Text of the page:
Want to become your company’s meeting maven? Start them on time and have a good reason for scheduling them, a new survey suggests. Nobody likes a time suck .
Nearly a third of senior managers interviewed for a survey by staffing agency Accountemps said that meetings that begin or end late topped their list of workplace pet peeves. Unnecessary meetings, cited by 27 percent, came in a close second.
Other major meeting irritants included attendees using PDAs or laptops for non-meeting-related activities (18 percent), people interrupting each other (15 percent) and meetings scheduled during lunch (9 percent).
"With so many people already stretched for time, it's important to only call staff together when a physical gathering or conference call is the best way to communicate," said Max Messmer, chairman of Accountemps. "Long-standing meetings, in particular, should be continually reassessed, because groups often meet out of habit rather than due to a compelling need."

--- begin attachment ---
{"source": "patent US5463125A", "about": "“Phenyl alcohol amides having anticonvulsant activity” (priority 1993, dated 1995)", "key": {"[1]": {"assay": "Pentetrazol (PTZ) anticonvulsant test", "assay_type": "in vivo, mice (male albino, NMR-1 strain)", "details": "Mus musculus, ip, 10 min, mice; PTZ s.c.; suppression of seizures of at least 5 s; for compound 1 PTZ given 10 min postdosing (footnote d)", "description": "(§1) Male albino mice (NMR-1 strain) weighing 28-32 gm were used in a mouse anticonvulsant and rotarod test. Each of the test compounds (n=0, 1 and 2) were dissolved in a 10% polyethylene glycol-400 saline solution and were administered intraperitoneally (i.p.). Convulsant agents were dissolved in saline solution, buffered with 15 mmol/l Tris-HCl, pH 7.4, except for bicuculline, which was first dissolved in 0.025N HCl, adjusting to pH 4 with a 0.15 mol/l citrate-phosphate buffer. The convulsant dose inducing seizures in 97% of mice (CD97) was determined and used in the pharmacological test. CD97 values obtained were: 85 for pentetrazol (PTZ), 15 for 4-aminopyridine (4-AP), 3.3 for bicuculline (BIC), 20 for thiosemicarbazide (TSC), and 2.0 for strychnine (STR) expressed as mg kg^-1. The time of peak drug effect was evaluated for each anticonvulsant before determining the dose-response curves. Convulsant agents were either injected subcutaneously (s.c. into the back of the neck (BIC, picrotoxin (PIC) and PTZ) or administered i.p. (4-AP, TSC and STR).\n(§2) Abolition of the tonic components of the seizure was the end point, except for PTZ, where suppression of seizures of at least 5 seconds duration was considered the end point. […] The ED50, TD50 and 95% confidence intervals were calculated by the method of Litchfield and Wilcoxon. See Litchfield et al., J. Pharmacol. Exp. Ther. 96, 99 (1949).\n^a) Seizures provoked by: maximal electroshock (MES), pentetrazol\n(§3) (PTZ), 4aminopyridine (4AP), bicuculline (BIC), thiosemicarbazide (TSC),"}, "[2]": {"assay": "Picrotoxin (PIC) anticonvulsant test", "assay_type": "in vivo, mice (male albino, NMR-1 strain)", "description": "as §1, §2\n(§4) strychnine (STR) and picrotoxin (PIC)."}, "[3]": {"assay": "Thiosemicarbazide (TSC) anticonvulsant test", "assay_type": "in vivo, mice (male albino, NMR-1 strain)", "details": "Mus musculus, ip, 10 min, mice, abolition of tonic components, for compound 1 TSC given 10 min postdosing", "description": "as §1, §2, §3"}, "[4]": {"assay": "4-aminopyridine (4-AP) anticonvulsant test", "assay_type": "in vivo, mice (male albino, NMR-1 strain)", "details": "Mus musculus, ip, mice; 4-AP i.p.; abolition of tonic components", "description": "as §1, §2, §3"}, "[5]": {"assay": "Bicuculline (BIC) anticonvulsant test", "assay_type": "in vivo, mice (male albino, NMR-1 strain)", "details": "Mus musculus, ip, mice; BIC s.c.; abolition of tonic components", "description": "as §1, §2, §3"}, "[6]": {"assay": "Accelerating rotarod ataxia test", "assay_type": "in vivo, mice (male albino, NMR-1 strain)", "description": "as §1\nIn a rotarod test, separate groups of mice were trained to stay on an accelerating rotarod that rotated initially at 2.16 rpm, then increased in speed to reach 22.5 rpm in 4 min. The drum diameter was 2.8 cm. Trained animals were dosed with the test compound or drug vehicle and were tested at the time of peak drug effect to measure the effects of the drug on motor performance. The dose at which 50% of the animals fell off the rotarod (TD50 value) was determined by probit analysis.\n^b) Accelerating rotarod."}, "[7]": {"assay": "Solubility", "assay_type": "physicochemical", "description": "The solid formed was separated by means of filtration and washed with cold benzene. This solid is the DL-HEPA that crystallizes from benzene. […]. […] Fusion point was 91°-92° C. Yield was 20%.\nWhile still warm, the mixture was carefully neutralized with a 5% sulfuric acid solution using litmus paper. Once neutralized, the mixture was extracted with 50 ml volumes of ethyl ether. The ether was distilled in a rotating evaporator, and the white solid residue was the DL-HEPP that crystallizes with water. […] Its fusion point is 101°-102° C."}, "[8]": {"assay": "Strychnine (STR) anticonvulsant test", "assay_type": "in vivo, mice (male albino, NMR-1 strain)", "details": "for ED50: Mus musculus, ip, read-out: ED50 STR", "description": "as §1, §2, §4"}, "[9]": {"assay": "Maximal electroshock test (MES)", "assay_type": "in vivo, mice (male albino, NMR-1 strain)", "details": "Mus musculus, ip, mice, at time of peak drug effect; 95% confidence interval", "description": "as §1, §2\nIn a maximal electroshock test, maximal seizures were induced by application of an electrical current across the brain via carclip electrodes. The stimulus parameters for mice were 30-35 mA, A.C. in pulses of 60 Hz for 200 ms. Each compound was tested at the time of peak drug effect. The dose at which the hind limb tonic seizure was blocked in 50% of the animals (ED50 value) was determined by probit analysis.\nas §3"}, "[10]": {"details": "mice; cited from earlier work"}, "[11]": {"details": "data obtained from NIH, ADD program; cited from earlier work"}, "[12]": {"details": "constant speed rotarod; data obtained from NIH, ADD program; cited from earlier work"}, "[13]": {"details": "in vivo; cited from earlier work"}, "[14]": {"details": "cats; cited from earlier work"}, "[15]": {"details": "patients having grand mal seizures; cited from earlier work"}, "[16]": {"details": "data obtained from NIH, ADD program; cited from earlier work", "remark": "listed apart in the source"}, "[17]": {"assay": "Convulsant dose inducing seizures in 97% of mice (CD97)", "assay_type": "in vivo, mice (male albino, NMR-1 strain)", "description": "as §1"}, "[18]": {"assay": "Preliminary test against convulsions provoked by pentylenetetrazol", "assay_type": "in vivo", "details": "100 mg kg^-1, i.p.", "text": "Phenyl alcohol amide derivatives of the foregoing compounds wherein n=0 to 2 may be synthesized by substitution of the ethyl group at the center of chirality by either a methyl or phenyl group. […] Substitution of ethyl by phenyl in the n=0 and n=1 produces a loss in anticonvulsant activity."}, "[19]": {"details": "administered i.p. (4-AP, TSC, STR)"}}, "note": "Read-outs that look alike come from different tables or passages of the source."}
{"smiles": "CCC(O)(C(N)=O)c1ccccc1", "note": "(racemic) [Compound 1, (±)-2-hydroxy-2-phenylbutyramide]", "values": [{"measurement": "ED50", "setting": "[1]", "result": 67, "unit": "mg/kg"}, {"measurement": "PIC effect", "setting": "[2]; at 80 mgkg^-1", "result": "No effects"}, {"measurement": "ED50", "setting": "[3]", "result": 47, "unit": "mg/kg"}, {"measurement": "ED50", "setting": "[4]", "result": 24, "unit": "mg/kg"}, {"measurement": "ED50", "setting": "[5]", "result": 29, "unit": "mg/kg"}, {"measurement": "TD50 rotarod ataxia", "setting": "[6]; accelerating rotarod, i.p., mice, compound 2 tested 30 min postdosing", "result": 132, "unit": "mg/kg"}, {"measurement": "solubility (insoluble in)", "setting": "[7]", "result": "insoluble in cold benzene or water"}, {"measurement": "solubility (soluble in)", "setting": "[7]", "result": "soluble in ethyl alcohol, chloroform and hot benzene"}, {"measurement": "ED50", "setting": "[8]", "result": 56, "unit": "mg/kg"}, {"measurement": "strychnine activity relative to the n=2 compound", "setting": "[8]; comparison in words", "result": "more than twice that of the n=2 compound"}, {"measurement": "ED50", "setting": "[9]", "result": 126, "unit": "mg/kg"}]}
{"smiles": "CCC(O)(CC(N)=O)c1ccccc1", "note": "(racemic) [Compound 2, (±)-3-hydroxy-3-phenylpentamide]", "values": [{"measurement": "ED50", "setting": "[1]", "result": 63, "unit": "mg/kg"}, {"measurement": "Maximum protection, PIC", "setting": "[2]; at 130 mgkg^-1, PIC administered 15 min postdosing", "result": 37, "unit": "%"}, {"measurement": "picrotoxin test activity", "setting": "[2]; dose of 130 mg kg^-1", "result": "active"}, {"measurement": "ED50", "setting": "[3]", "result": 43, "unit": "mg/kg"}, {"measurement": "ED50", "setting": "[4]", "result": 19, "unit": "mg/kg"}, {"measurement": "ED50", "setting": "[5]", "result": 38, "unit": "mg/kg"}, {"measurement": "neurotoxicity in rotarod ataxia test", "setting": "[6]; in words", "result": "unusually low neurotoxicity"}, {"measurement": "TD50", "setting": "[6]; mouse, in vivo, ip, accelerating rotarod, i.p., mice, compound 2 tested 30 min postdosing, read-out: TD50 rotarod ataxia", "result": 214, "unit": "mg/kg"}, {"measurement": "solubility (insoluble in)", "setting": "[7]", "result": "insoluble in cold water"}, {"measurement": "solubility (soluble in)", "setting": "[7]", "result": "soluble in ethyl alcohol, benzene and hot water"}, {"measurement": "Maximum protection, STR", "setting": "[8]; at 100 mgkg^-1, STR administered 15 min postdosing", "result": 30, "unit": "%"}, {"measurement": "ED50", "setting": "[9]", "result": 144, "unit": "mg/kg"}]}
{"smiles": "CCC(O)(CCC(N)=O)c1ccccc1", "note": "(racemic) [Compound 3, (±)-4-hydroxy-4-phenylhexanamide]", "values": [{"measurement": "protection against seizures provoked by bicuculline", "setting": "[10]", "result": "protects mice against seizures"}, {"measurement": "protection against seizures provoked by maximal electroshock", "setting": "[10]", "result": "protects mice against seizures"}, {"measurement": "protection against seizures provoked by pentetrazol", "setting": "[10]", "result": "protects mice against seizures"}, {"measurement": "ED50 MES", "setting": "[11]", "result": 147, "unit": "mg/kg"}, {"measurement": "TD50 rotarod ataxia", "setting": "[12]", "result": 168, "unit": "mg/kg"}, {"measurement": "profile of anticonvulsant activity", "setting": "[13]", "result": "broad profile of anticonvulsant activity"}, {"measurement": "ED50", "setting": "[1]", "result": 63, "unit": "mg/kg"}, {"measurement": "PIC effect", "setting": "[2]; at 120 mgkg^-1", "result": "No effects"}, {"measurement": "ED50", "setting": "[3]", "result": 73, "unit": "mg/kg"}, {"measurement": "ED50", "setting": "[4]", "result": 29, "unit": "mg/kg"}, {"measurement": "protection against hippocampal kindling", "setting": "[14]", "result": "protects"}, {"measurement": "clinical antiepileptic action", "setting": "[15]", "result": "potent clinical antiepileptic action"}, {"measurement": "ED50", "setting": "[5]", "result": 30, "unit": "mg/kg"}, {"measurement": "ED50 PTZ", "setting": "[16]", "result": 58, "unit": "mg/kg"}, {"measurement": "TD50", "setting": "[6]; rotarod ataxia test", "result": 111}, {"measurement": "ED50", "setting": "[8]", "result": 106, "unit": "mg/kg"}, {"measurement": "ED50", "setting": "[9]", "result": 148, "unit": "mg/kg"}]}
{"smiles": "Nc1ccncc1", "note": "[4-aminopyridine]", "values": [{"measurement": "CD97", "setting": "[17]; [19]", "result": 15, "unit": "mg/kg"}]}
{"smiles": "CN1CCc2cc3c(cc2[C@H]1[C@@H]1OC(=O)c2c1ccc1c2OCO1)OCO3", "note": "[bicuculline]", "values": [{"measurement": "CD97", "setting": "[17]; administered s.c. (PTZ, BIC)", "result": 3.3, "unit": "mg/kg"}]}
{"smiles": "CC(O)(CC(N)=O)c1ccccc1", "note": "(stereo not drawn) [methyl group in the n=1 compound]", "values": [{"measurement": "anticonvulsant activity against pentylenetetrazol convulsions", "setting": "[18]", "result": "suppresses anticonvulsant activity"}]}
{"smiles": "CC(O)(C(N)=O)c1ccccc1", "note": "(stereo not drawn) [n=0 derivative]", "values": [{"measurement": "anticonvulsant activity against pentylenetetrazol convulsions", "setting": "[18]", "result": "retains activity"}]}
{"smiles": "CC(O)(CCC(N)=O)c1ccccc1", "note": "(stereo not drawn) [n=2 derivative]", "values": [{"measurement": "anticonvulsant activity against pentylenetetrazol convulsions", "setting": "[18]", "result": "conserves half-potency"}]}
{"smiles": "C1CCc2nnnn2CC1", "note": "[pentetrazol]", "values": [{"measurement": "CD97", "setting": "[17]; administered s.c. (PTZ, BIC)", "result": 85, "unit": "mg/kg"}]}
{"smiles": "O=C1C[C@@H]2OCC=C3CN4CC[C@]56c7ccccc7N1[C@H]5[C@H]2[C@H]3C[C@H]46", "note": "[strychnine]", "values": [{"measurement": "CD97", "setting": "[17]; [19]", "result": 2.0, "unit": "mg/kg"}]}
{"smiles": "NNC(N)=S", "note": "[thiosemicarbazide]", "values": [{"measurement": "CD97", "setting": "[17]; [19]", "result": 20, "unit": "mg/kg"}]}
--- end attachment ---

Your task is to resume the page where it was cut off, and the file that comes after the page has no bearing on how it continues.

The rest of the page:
While you should have a meeting agenda, Accountemps said, it shouldn't read like "War and Peace." If you want to run effective meetings, determine what can be covered and what can be left out.
Scan your list of attendees to determine who really needs to be included in the discussion. Often, people are invited as a courtesy rather than a necessity.
Keep it brief, Accountemps recommends. It's hard to keep an audience's attention for an extended period of time. And go easy on the eye candy ; visuals such as PowerPoint presentations can be effective for simplifying complex ideas, but they also can bog down the discussion.
"Short, focused meetings are often the most productive," said Messmer. "Organizers and participants both play a role in keeping these gatherings in check."
- Entrepreneur Calls Modern Office an 'Interruption Factory'
- 50% of Small Business Employeesâ Time is Unproductive
- New Mobile Game Unleashes Angry Employees on Boss from Hell
Reach BusinessNewsDaily senior writer Ned Smith at email@example.com. Follow him on Twitter @nedbsmith.